Java GUI Programming

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What is Swing

Swing: ia a GUI widget toolkit for Java. It is part of Oracle's Java Foundation Classes (JFC) – an API (Application programming interface) for providing a graphical user interface (GUI) for Java programs. Swing is currently the main user interface package which is used for creating desktop applications.

  • On the Oracle website you can find a wealth of examples covering everything you will ever need to do using a Swing interface.
  • You can find full tutorials and also API documentation for each component.
  • The Oracle website contains so many examples, it really is worth taking the time to have a look through the website to get a feel for what can be done.


AWT (Abstract Window toolkit):

It's the user-interface widget toolkit preceding Swing. The AWT is part of the Java Foundation Classes (JFC) — the standard API for providing a graphical user interface (GUI) for a Java program. Some elements of this are still used.

Introduction to Swing components

The JFrame can be considered to be base to which every other component is added. The JFrame is basically the entire window before anything has actually been added.

Therefore if we wanted to create a simple interface with a text field and a button we would first need to create a JFrame to hold everything and then we would add the JTextField and the JButton to the JFrame.

Some of the components are:

List of Swing components and how to use them: http://docs.oracle.com/javase/tutorial/uiswing/components/componentlist.html

  • JFrame
    • JPanel
    • JLabel
    • JButton
    • JTextField
    • JTextArea
    • JDialog
    • JMenuBar
      • JMenu
      • JMenuItem
    • JComboBox
    • JCheckBox
    • JRadioButon
    • JTable
    • JList
    • JTree


JTextArea and JTextField

A JTextArea is a GUI/Swing component that provides a way to add a multi-line text area to our GUI.

// Constructs a new empty TextArea with the specified number of rows and columns:
JTextArea(int rows, int columns) 

// Constructs a new TextArea with the specified text displayed:
JTextArea(String text)

// Constructs a new TextArea with the specified text and number of rows and columns:
JTextArea(String text, int rows, int columns)

The JTextField is very similar to the JTextArea. The main difference is that the JTextField is only a single line!

JTextField myField = new JTextField();


Accessing data and setting information on a field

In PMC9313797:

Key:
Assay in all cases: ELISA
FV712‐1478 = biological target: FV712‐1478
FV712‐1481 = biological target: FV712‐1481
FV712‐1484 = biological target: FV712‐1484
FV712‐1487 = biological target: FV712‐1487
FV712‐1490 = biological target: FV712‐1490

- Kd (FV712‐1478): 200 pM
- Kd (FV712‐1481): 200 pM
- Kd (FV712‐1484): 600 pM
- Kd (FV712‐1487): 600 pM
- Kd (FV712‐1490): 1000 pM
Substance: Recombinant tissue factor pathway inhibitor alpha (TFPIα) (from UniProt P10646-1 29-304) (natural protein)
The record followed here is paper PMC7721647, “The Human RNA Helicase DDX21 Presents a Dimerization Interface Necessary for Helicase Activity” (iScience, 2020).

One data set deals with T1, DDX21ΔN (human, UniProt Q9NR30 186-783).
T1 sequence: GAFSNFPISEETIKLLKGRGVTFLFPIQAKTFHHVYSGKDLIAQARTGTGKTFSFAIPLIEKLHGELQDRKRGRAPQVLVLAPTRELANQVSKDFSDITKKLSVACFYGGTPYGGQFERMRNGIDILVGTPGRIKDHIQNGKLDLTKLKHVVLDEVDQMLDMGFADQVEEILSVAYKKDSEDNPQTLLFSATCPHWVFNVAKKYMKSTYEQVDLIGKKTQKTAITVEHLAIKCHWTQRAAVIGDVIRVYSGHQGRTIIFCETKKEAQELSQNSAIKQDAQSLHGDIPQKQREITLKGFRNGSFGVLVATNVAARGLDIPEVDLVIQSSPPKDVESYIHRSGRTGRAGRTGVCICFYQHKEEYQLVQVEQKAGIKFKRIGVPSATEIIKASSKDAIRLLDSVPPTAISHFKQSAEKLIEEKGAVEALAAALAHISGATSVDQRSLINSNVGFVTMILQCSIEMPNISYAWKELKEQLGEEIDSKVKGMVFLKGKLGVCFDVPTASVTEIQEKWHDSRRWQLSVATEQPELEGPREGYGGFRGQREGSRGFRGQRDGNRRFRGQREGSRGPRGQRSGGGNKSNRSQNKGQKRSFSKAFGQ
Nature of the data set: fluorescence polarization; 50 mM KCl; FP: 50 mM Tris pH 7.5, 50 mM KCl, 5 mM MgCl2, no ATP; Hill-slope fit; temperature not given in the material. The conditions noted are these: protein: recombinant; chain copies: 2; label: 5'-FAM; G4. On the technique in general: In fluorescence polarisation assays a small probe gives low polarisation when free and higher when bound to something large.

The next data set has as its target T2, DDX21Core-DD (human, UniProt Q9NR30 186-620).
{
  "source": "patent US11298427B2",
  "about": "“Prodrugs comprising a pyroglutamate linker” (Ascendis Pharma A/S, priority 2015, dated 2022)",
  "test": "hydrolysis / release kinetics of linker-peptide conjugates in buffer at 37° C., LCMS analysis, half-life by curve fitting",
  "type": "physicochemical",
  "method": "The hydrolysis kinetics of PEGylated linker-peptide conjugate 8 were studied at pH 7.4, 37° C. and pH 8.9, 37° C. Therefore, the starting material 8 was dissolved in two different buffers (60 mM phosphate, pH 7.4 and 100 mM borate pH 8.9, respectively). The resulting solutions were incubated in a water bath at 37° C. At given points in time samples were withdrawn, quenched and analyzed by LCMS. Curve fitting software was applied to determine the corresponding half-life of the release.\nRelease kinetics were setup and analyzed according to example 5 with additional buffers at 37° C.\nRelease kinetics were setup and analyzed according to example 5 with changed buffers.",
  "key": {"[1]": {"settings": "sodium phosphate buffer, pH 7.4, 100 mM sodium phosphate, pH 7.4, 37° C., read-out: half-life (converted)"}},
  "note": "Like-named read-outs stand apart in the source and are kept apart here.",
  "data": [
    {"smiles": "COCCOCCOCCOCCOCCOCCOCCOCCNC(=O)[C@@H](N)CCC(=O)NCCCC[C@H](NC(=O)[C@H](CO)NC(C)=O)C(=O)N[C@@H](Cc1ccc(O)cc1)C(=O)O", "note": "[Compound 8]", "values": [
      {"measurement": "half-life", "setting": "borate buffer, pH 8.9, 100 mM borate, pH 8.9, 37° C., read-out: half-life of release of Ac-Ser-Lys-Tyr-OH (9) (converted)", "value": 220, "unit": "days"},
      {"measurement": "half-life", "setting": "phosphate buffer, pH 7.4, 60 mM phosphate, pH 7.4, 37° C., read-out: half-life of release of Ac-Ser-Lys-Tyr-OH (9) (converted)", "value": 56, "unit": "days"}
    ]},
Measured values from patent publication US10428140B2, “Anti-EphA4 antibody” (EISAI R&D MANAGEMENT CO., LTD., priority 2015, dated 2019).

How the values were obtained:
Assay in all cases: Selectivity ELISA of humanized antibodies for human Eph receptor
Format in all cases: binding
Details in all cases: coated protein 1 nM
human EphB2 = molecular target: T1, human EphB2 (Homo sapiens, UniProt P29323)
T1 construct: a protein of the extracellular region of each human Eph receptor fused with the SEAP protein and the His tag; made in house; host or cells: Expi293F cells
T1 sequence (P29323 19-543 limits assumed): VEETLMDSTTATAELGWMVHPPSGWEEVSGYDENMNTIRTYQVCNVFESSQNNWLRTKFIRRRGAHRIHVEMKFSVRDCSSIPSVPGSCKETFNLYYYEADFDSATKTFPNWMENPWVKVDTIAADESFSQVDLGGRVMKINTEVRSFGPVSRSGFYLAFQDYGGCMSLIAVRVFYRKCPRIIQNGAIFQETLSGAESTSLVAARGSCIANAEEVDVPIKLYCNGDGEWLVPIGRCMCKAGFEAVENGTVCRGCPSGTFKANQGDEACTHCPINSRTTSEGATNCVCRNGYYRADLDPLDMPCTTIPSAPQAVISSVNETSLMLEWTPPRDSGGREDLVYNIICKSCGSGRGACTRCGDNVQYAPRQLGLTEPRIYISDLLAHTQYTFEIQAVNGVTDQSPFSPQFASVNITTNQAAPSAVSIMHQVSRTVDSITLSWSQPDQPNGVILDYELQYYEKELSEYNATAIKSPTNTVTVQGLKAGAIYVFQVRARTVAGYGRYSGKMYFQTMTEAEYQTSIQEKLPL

To "get" information from a field, we can use the following:

String myString = myField.getText();

Where myField can be a JTextField or JTextArea.

To "set" the information in a JTextField/JTextArea, we can do:

myField.setText(myString);

The same is similar for many other components.


Loyouts

https://openclassrooms.com/courses/apprenez-a-programmer-en-java/positionner-des-boutons

https://docs.oracle.com/javase/tutorial/uiswing/layout/visual.html

  • FlowLayout: A flow layout privides a way to arrange components in a directional flow.
  • GridLayout
  • BorderLayout
  • GridBagLayout
  • CardLayout
  • BoxLayout
  • GroupLayout
  • SpringLayout


Events

An event in Java is an object that is created when something changes within a graphical user interface. If a user clicks on a button, clicks on a combo box, or types characters into a text field, etc., then an event triggers, creating the relevant event object https://www.thoughtco.com/event-2034091


How do we make things happen?

  • In graphical user interfaces things happen and change because of events.
  • During this example we will create a button click event which means a message will be sent internally to say that a specific button has been clicked.
  • For our simple example, we want some text to be printed out to the console once a button has been clicked.
  • In order for this to happen, we need create an event generator and register a listener for the button in question.


Listeners

Listeners have the responsibility to "listen" for changes in program state. That is, to listen to Events.

In others words, the job of the listener is to wait for an event to happen, and once it has happened, to cause an event to happen.


How do we make things happen?